Many people used to take the car as standard to get to work, pay customers a visit or even to get a sandwich in the afternoon. That time is irrevocably behind us. The roads are silting up and the car is no longer always the quickest way to get around. Moreover, there is a growing awareness that there is simply no “planet B”. The mobility budget, which employers have been able to issue since 1 March 2019, fits in nicely with these changes. It allows employees to distribute a certain budget over different types of transport – from the electric scooter to the tram or Uber – and thus commute efficiently and sustainably. The MAES Mobility Card, with which you can easily pay for your bus journeys or rent an electric scooter, fits perfectly into the picture. Discover everything about the mobility budget here!
What is the mobility budget?
If an employer chooses to implement the mobility budget, and if the employee agrees (both parties have the freedom of choice), the latter will exchange his or her company car for a sum of money that he can use to travel to and from work . The sum can be used on three pillars:
Pillar 1: a new company car
The condition is that the new company car is at least as environmentally friendly as the one you traded in, and emits a maximum of 105 grams of CO2 per kilometer (from 2020 that limit will drop to 95 grams). Moreover, the new car may not cost the employer more than the car it replaces. The same social and tax rules apply here as with a traditional company car.
Pillar 2: sustainable means of transport
This includes a whole range of environmentally friendly means of transport such as an (electric) bicycle, a monowheel, a speedpedelec, an electric scooter, but also public transport (individual tickets for train, tram, metro and bus and subscriptions are an option). Shared transport, such as an Uber or carpool services, are also possible. These solutions are completely exempt from social contributions and taxes.
Pillar 3: residual balance in cash
You do not have to completely use up your mobility budget. At the end of the year, you can have your money paid out in cash. You do pay a tax of 38.07% on that amount.
The mobility budget in practice
We provide two practical cases to clarify the mobility budget system.
Steven lives in Ninove, but commutes to Brussels every day. He takes his sustainable car to a park-and-ride on the outskirts of the city (pillar 1), and then covers the final kilometers with the folding bike that he carries in his suitcase (pillar 2).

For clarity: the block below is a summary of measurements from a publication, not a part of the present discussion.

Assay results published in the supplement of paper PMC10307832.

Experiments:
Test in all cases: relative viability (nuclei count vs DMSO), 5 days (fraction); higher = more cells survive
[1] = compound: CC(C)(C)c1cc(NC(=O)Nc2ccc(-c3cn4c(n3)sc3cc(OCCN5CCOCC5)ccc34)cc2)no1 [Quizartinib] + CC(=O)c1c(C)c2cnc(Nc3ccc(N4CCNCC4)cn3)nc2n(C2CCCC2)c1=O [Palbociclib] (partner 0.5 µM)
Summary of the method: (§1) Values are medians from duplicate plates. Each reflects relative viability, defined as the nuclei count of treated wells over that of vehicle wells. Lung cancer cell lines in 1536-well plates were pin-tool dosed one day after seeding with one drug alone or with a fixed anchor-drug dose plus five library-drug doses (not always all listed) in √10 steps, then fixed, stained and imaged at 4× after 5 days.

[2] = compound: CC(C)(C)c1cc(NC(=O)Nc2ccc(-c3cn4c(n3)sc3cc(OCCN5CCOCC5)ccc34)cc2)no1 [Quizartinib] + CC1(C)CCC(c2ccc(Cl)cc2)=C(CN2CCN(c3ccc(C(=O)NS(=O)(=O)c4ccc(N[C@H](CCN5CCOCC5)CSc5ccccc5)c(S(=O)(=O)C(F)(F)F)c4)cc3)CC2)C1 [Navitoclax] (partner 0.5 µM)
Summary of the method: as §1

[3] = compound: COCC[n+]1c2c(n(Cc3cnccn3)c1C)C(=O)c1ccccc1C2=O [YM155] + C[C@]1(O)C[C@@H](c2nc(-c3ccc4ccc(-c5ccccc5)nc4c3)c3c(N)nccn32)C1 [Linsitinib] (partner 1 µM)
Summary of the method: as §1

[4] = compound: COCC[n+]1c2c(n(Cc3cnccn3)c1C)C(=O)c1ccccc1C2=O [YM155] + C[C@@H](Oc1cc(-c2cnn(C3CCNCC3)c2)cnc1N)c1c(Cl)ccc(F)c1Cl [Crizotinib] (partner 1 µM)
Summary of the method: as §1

Malika lives in Wilrijk and works near the Leuven station. Every morning she jumps on her electric bicycle to pedal to Berchem station (pillar 2). There she boarded the train to Leuven (pillar 2).
The size of your mobility budget
You can combine the three pillars to your heart’s content, as long as you stay within your budget.
The company car you trade in naturally determines the size of your mobility budget, but that is not the only factor that plays a role. In fact, you have to take into account the full annual gross costs that were associated with your company car for the employer. Such a “total cost of ownership” (TOC), or the total cost for the employer, also includes other parameters, such as
- the fuel costs
- maintenance and repair costs
- the CO2 emissions of the car
- the tax deductibility
- even the driver’s driving behavior (in the form of any accidents and damage at the end of the contract)
Who is eligible?
Both the employee and the employer must meet a number of conditions.
- Employers have had to offer continuous company cars for at least three years.
- Employees must have a company car at their current employer for at least three months without interruption and have responded to one of these three scenarios during the past three years:
- have had a company car for at least a year
- whether you have a company car for at least one year
- whether you are or have been eligible for this
The difference with the mobility allowance
The mobility budget is not the only measure that the government launched. In addition, there is the mobility allowance or the cash for car arrangement. Both systems have many similarities, but also some differences. For example, a company car is not an option for those who get to work with a mobility allowance. Our page dedicated to the theme goes into this even further.